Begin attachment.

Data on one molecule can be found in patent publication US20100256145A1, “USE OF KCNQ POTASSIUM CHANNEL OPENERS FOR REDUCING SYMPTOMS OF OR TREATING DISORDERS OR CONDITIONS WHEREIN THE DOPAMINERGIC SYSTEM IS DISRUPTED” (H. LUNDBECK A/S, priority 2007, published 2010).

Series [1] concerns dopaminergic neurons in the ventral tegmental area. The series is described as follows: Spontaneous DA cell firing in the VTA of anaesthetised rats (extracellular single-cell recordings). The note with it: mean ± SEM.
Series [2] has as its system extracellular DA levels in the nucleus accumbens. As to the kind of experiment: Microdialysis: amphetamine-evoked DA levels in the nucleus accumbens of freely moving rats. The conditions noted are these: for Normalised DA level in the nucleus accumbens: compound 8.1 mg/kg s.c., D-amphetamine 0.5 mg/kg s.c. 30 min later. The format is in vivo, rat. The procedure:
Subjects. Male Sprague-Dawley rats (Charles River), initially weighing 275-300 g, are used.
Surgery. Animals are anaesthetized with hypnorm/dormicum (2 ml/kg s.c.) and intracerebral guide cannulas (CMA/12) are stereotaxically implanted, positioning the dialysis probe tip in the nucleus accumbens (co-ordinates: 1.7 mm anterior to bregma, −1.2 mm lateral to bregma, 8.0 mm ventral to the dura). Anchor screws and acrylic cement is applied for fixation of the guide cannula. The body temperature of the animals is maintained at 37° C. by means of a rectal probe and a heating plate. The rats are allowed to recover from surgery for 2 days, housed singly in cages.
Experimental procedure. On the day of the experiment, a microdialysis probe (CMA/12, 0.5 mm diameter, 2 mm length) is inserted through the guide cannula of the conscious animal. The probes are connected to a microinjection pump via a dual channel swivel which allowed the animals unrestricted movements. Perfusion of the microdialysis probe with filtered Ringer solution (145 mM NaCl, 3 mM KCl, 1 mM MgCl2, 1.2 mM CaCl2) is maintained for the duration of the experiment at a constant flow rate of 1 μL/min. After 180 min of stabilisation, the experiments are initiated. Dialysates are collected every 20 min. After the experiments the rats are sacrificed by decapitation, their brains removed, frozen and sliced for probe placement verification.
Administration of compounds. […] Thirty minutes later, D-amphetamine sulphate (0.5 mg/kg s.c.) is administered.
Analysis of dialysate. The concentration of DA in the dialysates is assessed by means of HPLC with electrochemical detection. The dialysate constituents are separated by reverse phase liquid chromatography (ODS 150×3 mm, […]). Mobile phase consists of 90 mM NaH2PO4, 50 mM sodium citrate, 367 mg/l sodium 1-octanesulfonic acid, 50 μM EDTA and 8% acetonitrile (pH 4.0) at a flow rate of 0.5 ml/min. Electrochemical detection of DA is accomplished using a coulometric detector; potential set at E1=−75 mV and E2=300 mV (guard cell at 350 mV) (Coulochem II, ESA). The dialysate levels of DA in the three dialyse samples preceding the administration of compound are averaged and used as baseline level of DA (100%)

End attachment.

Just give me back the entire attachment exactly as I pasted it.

Data on one molecule can be found in patent publication US20100256145A1, “USE OF KCNQ POTASSIUM CHANNEL OPENERS FOR REDUCING SYMPTOMS OF OR TREATING DISORDERS OR CONDITIONS WHEREIN THE DOPAMINERGIC SYSTEM IS DISRUPTED” (H. LUNDBECK A/S, priority 2007, published 2010).

Series [1] concerns dopaminergic neurons in the ventral tegmental area. The series is described as follows: Spontaneous DA cell firing in the VTA of anaesthetised rats (extracellular single-cell recordings). The note with it: mean ± SEM.
Series [2] has as its system extracellular DA levels in the nucleus accumbens. As to the kind of experiment: Microdialysis: amphetamine-evoked DA levels in the nucleus accumbens of freely moving rats. The conditions noted are these: for Normalised DA level in the nucleus accumbens: compound 8.1 mg/kg s.c., D-amphetamine 0.5 mg/kg s.c. 30 min later. The format is in vivo, rat. The procedure:
Subjects. Male Sprague-Dawley rats (Charles River), initially weighing 275-300 g, are used.
Surgery. Animals are anaesthetized with hypnorm/dormicum (2 ml/kg s.c.) and intracerebral guide cannulas (CMA/12) are stereotaxically implanted, positioning the dialysis probe tip in the nucleus accumbens (co-ordinates: 1.7 mm anterior to bregma, −1.2 mm lateral to bregma, 8.0 mm ventral to the dura). Anchor screws and acrylic cement is applied for fixation of the guide cannula. The body temperature of the animals is maintained at 37° C. by means of a rectal probe and a heating plate. The rats are allowed to recover from surgery for 2 days, housed singly in cages.
Experimental procedure. On the day of the experiment, a microdialysis probe (CMA/12, 0.5 mm diameter, 2 mm length) is inserted through the guide cannula of the conscious animal. The probes are connected to a microinjection pump via a dual channel swivel which allowed the animals unrestricted movements. Perfusion of the microdialysis probe with filtered Ringer solution (145 mM NaCl, 3 mM KCl, 1 mM MgCl2, 1.2 mM CaCl2) is maintained for the duration of the experiment at a constant flow rate of 1 μL/min. After 180 min of stabilisation, the experiments are initiated. Dialysates are collected every 20 min. After the experiments the rats are sacrificed by decapitation, their brains removed, frozen and sliced for probe placement verification.
Administration of compounds. […] Thirty minutes later, D-amphetamine sulphate (0.5 mg/kg s.c.) is administered.
Analysis of dialysate. The concentration of DA in the dialysates is assessed by means of HPLC with electrochemical detection. The dialysate constituents are separated by reverse phase liquid chromatography (ODS 150×3 mm, […]). Mobile phase consists of 90 mM NaH2PO4, 50 mM sodium citrate, 367 mg/l sodium 1-octanesulfonic acid, 50 μM EDTA and 8% acetonitrile (pH 4.0) at a flow rate of 0.5 ml/min. Electrochemical detection of DA is accomplished using a coulometric detector; potential set at E1=−75 mV and E2=300 mV (guard cell at 350 mV) (Coulochem II, ESA). The dialysate levels of DA in the three dialyse samples preceding the administration of compound are averaged and used as baseline level of DA (100%)